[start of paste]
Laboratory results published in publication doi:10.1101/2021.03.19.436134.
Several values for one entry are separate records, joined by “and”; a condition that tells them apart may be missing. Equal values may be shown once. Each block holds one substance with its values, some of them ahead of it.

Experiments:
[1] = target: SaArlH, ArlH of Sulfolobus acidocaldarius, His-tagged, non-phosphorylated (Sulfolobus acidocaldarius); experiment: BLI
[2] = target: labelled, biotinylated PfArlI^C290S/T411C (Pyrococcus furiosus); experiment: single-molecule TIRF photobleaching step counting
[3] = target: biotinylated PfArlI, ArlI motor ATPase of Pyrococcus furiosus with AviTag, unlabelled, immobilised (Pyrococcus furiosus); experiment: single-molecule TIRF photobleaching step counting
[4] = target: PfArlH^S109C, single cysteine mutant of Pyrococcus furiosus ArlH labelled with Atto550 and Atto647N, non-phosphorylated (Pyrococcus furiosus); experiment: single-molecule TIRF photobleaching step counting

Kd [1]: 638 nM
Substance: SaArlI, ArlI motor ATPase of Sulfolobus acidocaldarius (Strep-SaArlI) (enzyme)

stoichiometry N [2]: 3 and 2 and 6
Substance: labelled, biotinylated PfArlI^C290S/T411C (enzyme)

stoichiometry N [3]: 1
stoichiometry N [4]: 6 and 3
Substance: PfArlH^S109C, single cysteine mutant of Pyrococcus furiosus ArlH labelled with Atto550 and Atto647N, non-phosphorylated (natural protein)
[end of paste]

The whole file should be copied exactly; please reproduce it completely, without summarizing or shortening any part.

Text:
Laboratory results published in publication doi:10.1101/2021.03.19.436134.
Several values for one entry are separate records, joined by “and”; a condition that tells them apart may be missing. Equal values may be shown once. Each block holds one substance with its values, some of them ahead of it.

Experiments:
[1] = target: SaArlH, ArlH of Sulfolobus acidocaldarius, His-tagged, non-phosphorylated (Sulfolobus acidocaldarius); experiment: BLI
[2] = target: labelled, biotinylated PfArlI^C290S/T411C (Pyrococcus furiosus); experiment: single-molecule TIRF photobleaching step counting
[3] = target: biotinylated PfArlI, ArlI motor ATPase of Pyrococcus furiosus with AviTag, unlabelled, immobilised (Pyrococcus furiosus); experiment: single-molecule TIRF photobleaching step counting
[4] = target: PfArlH^S109C, single cysteine mutant of Pyrococcus furiosus ArlH labelled with Atto550 and Atto647N, non-phosphorylated (Pyrococcus furiosus); experiment: single-molecule TIRF photobleaching step counting

Kd [1]: 638 nM
Substance: SaArlI, ArlI motor ATPase of Sulfolobus acidocaldarius (Strep-SaArlI) (enzyme)

stoichiometry N [2]: 3 and 2 and 6
Substance: labelled, biotinylated PfArlI^C290S/T411C (enzyme)

stoichiometry N [3]: 1
stoichiometry N [4]: 6 and 3
Substance: PfArlH^S109C, single cysteine mutant of Pyrococcus furiosus ArlH labelled with Atto550 and Atto647N, non-phosphorylated (natural protein)